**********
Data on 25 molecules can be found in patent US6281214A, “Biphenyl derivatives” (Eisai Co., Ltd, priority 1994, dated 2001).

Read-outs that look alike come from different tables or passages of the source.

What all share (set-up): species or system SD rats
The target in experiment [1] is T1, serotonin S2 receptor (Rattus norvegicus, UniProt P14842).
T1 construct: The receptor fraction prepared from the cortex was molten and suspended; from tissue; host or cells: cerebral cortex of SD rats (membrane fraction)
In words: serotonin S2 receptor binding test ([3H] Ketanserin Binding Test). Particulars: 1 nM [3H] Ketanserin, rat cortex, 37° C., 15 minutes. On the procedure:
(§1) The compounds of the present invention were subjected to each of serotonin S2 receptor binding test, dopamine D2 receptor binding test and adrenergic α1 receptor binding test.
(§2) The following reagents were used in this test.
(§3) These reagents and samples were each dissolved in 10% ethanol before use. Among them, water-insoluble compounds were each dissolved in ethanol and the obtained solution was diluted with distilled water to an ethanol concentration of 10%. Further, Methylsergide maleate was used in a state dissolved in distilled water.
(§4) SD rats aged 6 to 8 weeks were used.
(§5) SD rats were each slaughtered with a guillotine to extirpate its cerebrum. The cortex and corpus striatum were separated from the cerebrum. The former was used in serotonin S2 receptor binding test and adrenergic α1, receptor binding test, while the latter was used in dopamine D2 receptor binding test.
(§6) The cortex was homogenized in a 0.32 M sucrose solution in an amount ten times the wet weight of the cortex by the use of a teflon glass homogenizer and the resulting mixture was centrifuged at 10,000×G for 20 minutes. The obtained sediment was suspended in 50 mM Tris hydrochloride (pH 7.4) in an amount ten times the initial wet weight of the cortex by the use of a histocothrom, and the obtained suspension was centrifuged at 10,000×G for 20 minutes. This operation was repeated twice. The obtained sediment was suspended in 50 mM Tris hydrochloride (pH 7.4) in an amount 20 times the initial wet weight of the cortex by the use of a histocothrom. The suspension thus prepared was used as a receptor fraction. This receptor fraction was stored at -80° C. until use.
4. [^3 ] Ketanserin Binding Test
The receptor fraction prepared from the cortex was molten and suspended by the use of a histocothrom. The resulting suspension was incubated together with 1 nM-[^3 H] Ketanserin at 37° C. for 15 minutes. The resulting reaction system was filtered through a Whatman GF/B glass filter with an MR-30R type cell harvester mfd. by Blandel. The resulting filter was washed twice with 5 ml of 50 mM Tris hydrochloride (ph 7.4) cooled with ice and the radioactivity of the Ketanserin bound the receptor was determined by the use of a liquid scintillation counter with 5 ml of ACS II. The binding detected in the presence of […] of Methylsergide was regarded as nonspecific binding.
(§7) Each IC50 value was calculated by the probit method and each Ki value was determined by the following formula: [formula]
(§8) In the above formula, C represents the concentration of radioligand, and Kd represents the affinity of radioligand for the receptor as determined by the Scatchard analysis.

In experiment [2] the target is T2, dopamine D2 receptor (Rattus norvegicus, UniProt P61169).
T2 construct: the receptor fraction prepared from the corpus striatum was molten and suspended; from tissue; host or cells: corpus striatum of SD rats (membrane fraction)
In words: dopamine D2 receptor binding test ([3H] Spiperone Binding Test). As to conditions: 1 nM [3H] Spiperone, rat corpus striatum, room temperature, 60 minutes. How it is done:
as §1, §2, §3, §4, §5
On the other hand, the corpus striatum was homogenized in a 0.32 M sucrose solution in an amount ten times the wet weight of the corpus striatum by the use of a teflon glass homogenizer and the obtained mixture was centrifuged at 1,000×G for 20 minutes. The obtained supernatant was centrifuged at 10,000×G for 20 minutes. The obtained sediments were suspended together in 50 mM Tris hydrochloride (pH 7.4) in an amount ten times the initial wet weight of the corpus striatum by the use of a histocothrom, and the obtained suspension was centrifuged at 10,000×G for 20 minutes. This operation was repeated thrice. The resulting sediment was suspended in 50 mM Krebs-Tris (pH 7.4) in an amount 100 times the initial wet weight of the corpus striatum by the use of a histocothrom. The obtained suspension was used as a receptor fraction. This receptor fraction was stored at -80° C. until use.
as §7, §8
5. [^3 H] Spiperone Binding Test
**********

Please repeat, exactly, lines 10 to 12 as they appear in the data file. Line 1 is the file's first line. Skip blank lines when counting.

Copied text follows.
(§4) SD rats aged 6 to 8 weeks were used.
(§5) SD rats were each slaughtered with a guillotine to extirpate its cerebrum. The cortex and corpus striatum were separated from the cerebrum. The former was used in serotonin S2 receptor binding test and adrenergic α1, receptor binding test, while the latter was used in dopamine D2 receptor binding test.
(§6) The cortex was homogenized in a 0.32 M sucrose solution in an amount ten times the wet weight of the cortex by the use of a teflon glass homogenizer and the resulting mixture was centrifuged at 10,000×G for 20 minutes. The obtained sediment was suspended in 50 mM Tris hydrochloride (pH 7.4) in an amount ten times the initial wet weight of the cortex by the use of a histocothrom, and the obtained suspension was centrifuged at 10,000×G for 20 minutes. This operation was repeated twice. The obtained sediment was suspended in 50 mM Tris hydrochloride (pH 7.4) in an amount 20 times the initial wet weight of the cortex by the use of a histocothrom. The suspension thus prepared was used as a receptor fraction. This receptor fraction was stored at -80° C. until use.